In Honduras, local producers rejected the request made by the agribusiness sector to import 30,000 tons of duty-free rice. While rice processing plants point to the lack of supply and have requested authorization for duty-free imports, producers deny any such lack of supply, stating that national demand can be met by locally produced rice or rice imported within the framework of the DR-CAFTA import quota.

    Wholesale prices of red beans in the San Salvador market during the month of July 2014 increased 33 percent over the preceding month, 174 percent as compared to July 2013, and 69 percent as compared to the most recent five-year average.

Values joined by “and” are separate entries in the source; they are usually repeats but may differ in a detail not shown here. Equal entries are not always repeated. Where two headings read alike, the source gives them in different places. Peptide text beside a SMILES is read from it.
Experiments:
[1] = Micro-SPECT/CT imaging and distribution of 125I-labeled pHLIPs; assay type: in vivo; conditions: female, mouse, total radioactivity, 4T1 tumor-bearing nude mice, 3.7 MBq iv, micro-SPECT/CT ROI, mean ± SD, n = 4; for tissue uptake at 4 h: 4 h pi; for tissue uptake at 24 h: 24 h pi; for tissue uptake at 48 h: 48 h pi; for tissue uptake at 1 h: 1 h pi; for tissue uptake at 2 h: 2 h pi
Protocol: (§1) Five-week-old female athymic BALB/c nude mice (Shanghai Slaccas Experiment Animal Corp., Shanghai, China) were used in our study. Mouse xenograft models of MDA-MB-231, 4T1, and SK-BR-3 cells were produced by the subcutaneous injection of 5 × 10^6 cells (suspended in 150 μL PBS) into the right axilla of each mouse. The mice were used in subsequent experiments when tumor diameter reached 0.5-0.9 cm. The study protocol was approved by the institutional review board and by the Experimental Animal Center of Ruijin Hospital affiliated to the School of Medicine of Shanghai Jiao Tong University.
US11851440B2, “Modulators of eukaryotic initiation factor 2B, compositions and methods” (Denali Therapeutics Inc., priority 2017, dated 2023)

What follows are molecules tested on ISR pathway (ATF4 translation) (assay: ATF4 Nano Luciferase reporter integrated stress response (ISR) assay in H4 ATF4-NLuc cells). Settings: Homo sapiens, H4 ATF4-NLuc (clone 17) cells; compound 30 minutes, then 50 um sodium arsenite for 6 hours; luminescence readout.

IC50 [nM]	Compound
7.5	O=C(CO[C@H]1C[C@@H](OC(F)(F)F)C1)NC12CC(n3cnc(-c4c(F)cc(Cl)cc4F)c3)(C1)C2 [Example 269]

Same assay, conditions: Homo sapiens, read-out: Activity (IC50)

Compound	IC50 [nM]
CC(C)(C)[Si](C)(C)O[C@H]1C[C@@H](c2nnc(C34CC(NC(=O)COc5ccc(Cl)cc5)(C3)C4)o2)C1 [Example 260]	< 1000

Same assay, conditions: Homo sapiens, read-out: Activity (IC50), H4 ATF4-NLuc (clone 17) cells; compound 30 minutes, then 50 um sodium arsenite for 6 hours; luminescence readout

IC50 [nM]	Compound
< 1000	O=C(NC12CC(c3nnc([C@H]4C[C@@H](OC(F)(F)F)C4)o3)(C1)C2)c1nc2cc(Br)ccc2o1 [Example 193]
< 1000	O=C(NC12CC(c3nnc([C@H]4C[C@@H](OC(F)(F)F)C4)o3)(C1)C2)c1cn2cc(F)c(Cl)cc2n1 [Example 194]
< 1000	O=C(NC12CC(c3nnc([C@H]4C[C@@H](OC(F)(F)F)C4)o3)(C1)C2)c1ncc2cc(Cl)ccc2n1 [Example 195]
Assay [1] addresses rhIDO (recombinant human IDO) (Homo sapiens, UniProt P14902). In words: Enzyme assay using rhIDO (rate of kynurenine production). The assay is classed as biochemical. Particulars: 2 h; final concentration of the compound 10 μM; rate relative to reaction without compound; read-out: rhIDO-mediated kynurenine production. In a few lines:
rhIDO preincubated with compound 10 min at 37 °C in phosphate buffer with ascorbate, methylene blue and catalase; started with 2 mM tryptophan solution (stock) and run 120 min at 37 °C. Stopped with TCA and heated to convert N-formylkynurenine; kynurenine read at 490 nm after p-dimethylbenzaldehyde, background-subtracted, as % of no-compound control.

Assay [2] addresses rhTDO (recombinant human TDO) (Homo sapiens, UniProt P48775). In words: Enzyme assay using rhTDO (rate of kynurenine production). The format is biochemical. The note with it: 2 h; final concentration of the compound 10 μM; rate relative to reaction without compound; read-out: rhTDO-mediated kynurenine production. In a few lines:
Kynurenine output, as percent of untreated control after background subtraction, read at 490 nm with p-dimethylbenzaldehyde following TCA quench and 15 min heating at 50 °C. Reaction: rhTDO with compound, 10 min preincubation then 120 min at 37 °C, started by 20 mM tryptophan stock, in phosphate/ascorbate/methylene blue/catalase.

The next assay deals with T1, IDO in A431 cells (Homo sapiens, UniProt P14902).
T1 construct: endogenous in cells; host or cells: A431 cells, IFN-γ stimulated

Due to speculation on the price of red beans, on July 4th the Salvadoran government ordered the establishment of a tariff contingent (zero tariff) on the importation of 9,000 MT of red beans, with the stipulation that all duty-free imports be distributed for internal consumption. In addition to its approval of the import tariff contingent, the government will keep its restrictions on exports in effect through November 15.

    During the third week of August, the first imports of white maize (11,500 MT) were introduced into San Salvador from the United States, along with 450 MT of red beans from Ethiopia.